Is It Time to Start an Administrative Committee for Your ERISA Benefit Plans? Part 1B: Maintaining Records

Part 1B: Maintaining Records

Fiduciary responsibility standards have applied to employee benefit plans since The Employee Retirement Income Security Act of 1974 (ERISA) came into law 47 years ago. However, in light of the new Statement on Auditing Standard 136 (SAS 136), greater responsibility is now required of management than ever before.

In response, auditors of benefit plans will be focusing on management’s practices and increasing communication with management and governance on any errors or deficiencies found, regardless of materiality.

In the posts over the next few weeks, we will dive into management’s responsibility addressed in SAS 136 and specific ways to ensure management is fulfilling their fiduciary responsibility.

SAS 136 clarifies that it is management’s responsibility to maintain the current Plan instrument, including Plan amendments. This includes, but is not limited to:

  • Selecting and monitoring service organizations
  • Maintaining and protecting records
  • Establishing and following internal controls over financial reporting and safeguarding Plan assets

This post will focus specifically on maintaining and protecting records.

It is management’s fiduciary responsibility to maintain and protect Plan records. These include forms filed with government agencies, participant benefit, accounting and Plan governance records. Some records are related to operations and maintained on a Plan level (Plan document and investment contracts), other records are participant specific (benefit payments, contribution history, employment information). Various departments can maintain these records for management (human resources, payroll, accounting, investment custodians and third parties).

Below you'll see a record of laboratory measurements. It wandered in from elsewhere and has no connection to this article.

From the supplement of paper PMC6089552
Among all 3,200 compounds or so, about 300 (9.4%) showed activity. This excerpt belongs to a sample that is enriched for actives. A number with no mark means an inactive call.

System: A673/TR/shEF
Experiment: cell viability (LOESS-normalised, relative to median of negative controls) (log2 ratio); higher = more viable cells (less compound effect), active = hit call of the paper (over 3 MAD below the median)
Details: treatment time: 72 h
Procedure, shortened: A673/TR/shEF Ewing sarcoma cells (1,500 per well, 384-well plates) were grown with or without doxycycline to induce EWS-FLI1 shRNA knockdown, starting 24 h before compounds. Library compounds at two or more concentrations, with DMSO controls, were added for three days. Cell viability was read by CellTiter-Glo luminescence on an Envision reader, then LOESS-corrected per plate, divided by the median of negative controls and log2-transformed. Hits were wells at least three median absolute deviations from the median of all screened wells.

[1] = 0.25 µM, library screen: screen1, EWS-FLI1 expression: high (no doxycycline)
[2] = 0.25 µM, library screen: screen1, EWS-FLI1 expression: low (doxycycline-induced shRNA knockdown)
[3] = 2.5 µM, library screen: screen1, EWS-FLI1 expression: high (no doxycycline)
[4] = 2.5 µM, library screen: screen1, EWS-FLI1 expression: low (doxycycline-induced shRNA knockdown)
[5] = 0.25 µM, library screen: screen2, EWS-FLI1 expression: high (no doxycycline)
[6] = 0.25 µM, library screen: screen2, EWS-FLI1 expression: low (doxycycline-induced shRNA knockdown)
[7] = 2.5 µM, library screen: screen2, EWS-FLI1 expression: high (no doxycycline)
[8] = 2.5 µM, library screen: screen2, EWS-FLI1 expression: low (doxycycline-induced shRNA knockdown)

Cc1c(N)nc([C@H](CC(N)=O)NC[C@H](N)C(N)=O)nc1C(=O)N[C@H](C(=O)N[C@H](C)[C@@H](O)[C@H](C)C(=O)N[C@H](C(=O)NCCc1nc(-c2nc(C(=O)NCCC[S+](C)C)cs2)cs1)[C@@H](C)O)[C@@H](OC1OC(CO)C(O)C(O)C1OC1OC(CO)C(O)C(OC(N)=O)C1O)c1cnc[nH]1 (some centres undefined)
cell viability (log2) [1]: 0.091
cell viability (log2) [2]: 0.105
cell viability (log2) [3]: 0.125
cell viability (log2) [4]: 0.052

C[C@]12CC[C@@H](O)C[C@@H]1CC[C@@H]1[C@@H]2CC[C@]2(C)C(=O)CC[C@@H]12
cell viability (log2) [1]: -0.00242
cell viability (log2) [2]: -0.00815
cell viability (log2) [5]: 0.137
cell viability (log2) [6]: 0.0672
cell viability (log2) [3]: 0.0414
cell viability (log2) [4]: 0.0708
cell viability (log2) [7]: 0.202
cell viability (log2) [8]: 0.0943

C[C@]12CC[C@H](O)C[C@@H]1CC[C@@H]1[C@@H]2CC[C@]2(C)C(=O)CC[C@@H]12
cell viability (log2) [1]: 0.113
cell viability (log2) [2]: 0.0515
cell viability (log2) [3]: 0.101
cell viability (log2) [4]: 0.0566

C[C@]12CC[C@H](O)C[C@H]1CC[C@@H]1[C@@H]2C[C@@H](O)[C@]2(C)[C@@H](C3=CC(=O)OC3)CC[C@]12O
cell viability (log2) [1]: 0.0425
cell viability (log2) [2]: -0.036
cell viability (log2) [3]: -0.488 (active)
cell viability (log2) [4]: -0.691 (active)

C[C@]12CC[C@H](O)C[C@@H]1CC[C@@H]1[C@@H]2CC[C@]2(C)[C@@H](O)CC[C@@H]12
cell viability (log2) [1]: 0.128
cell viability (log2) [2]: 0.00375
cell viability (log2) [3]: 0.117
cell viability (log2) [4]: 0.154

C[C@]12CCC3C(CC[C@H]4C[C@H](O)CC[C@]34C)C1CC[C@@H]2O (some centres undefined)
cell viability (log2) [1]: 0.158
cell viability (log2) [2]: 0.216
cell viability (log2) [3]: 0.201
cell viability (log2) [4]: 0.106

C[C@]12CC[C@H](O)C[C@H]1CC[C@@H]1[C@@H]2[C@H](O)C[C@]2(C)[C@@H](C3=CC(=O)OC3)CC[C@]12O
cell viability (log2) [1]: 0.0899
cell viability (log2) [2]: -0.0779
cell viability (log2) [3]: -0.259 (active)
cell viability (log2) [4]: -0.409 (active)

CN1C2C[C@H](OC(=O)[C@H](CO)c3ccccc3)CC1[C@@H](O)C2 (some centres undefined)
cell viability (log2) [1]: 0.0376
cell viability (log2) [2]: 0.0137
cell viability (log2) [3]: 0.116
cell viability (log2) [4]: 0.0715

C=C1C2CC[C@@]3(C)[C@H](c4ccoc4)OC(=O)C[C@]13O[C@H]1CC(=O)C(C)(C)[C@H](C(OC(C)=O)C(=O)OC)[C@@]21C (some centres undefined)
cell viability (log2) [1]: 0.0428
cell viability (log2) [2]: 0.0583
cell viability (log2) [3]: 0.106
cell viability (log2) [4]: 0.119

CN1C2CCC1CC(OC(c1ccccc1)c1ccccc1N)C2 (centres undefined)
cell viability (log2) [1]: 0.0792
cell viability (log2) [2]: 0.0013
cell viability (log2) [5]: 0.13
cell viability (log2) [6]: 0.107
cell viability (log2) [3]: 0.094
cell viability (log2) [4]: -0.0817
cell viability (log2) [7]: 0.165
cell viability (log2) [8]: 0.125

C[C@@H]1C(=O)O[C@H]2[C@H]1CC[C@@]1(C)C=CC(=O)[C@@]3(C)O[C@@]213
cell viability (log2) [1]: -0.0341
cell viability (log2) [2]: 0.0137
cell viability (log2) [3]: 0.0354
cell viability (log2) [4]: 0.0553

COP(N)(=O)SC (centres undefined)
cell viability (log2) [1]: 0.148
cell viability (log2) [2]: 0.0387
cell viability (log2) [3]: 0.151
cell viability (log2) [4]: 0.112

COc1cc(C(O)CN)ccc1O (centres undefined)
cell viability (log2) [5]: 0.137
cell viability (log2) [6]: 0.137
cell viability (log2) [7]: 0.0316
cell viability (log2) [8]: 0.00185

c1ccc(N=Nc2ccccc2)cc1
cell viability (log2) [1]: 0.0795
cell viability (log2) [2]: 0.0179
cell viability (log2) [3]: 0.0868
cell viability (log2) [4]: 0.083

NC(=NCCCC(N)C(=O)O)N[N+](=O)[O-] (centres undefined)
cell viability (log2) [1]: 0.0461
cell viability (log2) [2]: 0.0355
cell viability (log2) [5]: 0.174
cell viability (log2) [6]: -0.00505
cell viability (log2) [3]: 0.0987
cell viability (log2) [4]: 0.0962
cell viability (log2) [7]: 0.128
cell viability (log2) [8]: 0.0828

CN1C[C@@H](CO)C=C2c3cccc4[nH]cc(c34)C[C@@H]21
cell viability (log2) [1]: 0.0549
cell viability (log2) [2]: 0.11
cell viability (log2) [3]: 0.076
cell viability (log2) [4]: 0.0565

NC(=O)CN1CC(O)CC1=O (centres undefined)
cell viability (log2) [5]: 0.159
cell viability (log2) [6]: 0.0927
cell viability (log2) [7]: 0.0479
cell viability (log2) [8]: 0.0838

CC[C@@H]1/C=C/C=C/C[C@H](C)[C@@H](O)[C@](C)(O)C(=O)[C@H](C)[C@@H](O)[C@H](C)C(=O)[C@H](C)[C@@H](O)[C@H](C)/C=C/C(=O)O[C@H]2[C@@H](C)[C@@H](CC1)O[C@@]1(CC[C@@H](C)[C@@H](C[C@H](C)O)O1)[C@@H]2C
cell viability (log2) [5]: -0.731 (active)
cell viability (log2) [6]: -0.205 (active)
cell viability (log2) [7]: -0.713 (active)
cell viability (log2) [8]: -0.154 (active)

In addition, records can be stored electronically or in paper format. If management elects to store records electronically, safeguards must be established to ensure the integrity, accuracy and safety of the electronic records.

At a minimum, management must maintain the following Plan records:

  • The original signed and dated Plan document and any amendments
  • Summary Plan Description and summaries of material modifications
  • Determination, advisory or opinion letter on the Plan’s tax qualification status
  • Contracts with service organizations
  • List of related parties
  • Proof of the Plan’s ERISA fidelity bond and fiduciary insurance
  • Participant records including date of birth, date of hire and rehire, termination date, Social Security number, marital/family status, employee classification, rate of pay and hours worked, other forms of compensation and support for hours worked
  • Participant enrollment and election forms including salary deferrals, health and welfare options, investment elections, beneficiaries and dependent information
  • Payroll records
  • Nondiscrimination and coverage test results
  • Reporting and discourse in regulatory filing and the Plan’s financial statements
  • Actuarial valuations and reports
  • Plan accounting records
  • Minutes, board resolutions, written Plan policies and other governance documents

Along with maintaining certain Plan records, ERISA and U.S. Department of Labor (DOL) have specific record retention requirements, protecting personal information and implications to management for failing to properly retain records.

ERISA Section 107 requires Plan records used to support filings, including the Form 5500, to be maintained for six years from the filing date. This includes, but is not limited to:

  • Copies of the Form 5500, including required schedules and attachments
  • Nondiscrimination and coverage test results
  • Required employee communications